Kevin McElrath

Policing in America Part I: New York City

Sunday, July 19th, 2015


In the aftermath of the Eric Garner protests, I was asked to explain/defend the actions of the protesters by people who saw Eric Garner’s death as an isolated tragedy and did not understand why masses of people were taking to the streets. As a lifelong New Yorker, it was clear to me that Eric Garner’s death was part of a larger pattern of overzealous policing tactics resulting in tragedy, tragedy that disproportionately falls on black men. However I have been hearing these stories for years, and I can see how to an outsider it could seem like it came out of the blue. So I put together a compilation of links to outline the story for those who have not been following for the past decade. In light of the recent events in Baltimore, I think there is a need to be familiar with the long-term story there in order to understand how policing went off the rails.


In what follows, I will give you a collection of news stories and other sources (mostly from that last 10-15 years) that I think support the suspicions that many residents of NYC, especially black residents, have of their police, and “the system” in general. I think that the sum-total of the information provided below demonstrates that there is a serious, systemic problem with overly enthusiastic policing, that this problem disproportionately affects minorities, that it fits into deeply rooted systems of inequality, and that entrenched interests stand in the way of even the most common sense reforms. I hope the weight of the information in these links will move you to be more sympathetic to those who carry out disruptive actions in order to draw attention to these problems.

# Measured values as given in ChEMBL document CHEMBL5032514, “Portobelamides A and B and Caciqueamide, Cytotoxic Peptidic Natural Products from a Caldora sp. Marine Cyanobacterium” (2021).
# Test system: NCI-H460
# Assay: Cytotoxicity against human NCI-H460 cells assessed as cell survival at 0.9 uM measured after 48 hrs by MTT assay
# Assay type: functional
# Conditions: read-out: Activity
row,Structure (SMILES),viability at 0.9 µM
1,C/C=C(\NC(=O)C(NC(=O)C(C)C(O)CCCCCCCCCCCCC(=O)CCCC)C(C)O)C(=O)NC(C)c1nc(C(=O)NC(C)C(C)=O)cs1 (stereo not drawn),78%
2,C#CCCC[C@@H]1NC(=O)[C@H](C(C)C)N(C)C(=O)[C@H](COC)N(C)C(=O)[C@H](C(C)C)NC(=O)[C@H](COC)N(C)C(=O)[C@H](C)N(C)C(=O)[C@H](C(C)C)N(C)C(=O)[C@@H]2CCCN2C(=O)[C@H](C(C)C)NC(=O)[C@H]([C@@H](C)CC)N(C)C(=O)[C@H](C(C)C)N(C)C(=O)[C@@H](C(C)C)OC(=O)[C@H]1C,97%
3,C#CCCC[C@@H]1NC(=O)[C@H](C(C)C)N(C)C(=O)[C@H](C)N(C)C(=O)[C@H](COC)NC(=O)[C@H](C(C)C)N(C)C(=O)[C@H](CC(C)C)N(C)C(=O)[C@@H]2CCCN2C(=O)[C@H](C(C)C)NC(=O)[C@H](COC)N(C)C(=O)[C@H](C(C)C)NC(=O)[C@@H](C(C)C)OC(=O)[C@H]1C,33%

1. There has been a string of high profile incidents of black men dying under strange circumstances at the hands of the NYPD, leading to a general sense that police cannot be held accountable, no matter what they do.


Amadou Diallo was unarmed and innocent, he was shot 19 times in what was most likely a horrible accident. Nevertheless, it is the sort of accident that it is difficult to imagine a non-cop getting away with:


Patrick Dorismond was killed under disputed circumstances, with his friend claiming that the undercover cop instigated the confrontation without identifying himself as a cop:


Sean Bell was shot and killed on his wedding night in events that most likely resulted from overly nosey undercover cops checking out his wedding party.


Ramarley Grahm was shot in his bathroom while trying to flush marijuana down the toilet:


Eric Garner:


The officer who put Mr. Garner in a chokehold has two complaints against him that suggest he may have some sadistic tendencies:


The chokehold wasn’t the only problem: What happened after was arguably worse:


Akai Gurley was shot in a stairwell by a rookie cop who had his gun out for no good reason:


The officer who shot him texted his union representative before reporting the incident: